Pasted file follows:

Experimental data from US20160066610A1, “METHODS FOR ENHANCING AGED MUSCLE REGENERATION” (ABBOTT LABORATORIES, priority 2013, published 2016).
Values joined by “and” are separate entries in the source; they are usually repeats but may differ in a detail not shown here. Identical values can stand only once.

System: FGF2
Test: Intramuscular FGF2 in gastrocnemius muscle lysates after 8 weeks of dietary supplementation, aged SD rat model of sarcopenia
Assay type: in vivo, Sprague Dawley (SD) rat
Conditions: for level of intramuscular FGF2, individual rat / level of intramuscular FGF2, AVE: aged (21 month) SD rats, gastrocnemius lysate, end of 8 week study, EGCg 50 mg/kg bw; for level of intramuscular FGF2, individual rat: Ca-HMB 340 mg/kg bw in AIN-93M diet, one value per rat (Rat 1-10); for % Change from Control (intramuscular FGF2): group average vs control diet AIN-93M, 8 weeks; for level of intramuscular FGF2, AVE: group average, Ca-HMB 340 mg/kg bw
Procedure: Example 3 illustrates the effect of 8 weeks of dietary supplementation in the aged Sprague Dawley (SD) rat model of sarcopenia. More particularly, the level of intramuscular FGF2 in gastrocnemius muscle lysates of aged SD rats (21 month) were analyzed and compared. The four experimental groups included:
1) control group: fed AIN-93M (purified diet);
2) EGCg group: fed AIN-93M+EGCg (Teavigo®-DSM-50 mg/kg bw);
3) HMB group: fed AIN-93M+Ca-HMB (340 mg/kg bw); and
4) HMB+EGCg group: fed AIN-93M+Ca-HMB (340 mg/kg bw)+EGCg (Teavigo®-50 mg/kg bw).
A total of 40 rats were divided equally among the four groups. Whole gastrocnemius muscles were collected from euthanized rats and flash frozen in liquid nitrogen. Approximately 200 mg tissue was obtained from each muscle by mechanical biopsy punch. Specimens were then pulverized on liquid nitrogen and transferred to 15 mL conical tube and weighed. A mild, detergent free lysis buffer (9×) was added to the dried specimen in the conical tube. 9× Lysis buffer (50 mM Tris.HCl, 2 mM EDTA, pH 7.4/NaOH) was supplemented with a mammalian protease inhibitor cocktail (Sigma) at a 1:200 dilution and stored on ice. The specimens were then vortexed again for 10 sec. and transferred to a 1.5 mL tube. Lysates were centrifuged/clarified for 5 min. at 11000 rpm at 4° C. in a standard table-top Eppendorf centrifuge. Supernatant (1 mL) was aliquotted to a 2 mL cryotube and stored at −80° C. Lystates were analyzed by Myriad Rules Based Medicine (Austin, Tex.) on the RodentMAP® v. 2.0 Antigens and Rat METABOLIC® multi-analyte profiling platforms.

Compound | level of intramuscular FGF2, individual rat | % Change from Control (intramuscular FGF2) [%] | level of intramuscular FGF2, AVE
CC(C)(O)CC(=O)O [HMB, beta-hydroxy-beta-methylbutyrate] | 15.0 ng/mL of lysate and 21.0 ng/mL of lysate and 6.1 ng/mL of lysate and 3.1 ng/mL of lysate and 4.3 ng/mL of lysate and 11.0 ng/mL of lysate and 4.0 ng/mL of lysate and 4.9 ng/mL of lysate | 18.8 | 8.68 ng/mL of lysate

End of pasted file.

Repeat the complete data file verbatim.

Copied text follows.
Experimental data from US20160066610A1, “METHODS FOR ENHANCING AGED MUSCLE REGENERATION” (ABBOTT LABORATORIES, priority 2013, published 2016).
Values joined by “and” are separate entries in the source; they are usually repeats but may differ in a detail not shown here. Identical values can stand only once.

System: FGF2
Test: Intramuscular FGF2 in gastrocnemius muscle lysates after 8 weeks of dietary supplementation, aged SD rat model of sarcopenia
Assay type: in vivo, Sprague Dawley (SD) rat
Conditions: for level of intramuscular FGF2, individual rat / level of intramuscular FGF2, AVE: aged (21 month) SD rats, gastrocnemius lysate, end of 8 week study, EGCg 50 mg/kg bw; for level of intramuscular FGF2, individual rat: Ca-HMB 340 mg/kg bw in AIN-93M diet, one value per rat (Rat 1-10); for % Change from Control (intramuscular FGF2): group average vs control diet AIN-93M, 8 weeks; for level of intramuscular FGF2, AVE: group average, Ca-HMB 340 mg/kg bw
Procedure: Example 3 illustrates the effect of 8 weeks of dietary supplementation in the aged Sprague Dawley (SD) rat model of sarcopenia. More particularly, the level of intramuscular FGF2 in gastrocnemius muscle lysates of aged SD rats (21 month) were analyzed and compared. The four experimental groups included:
1) control group: fed AIN-93M (purified diet);
2) EGCg group: fed AIN-93M+EGCg (Teavigo®-DSM-50 mg/kg bw);
3) HMB group: fed AIN-93M+Ca-HMB (340 mg/kg bw); and
4) HMB+EGCg group: fed AIN-93M+Ca-HMB (340 mg/kg bw)+EGCg (Teavigo®-50 mg/kg bw).
A total of 40 rats were divided equally among the four groups. Whole gastrocnemius muscles were collected from euthanized rats and flash frozen in liquid nitrogen. Approximately 200 mg tissue was obtained from each muscle by mechanical biopsy punch. Specimens were then pulverized on liquid nitrogen and transferred to 15 mL conical tube and weighed. A mild, detergent free lysis buffer (9×) was added to the dried specimen in the conical tube. 9× Lysis buffer (50 mM Tris.HCl, 2 mM EDTA, pH 7.4/NaOH) was supplemented with a mammalian protease inhibitor cocktail (Sigma) at a 1:200 dilution and stored on ice. The specimens were then vortexed again for 10 sec. and transferred to a 1.5 mL tube. Lysates were centrifuged/clarified for 5 min. at 11000 rpm at 4° C. in a standard table-top Eppendorf centrifuge. Supernatant (1 mL) was aliquotted to a 2 mL cryotube and stored at −80° C. Lystates were analyzed by Myriad Rules Based Medicine (Austin, Tex.) on the RodentMAP® v. 2.0 Antigens and Rat METABOLIC® multi-analyte profiling platforms.

Compound | level of intramuscular FGF2, individual rat | % Change from Control (intramuscular FGF2) [%] | level of intramuscular FGF2, AVE
CC(C)(O)CC(=O)O [HMB, beta-hydroxy-beta-methylbutyrate] | 15.0 ng/mL of lysate and 21.0 ng/mL of lysate and 6.1 ng/mL of lysate and 3.1 ng/mL of lysate and 4.3 ng/mL of lysate and 11.0 ng/mL of lysate and 4.0 ng/mL of lysate and 4.9 ng/mL of lysate | 18.8 | 8.68 ng/mL of lysate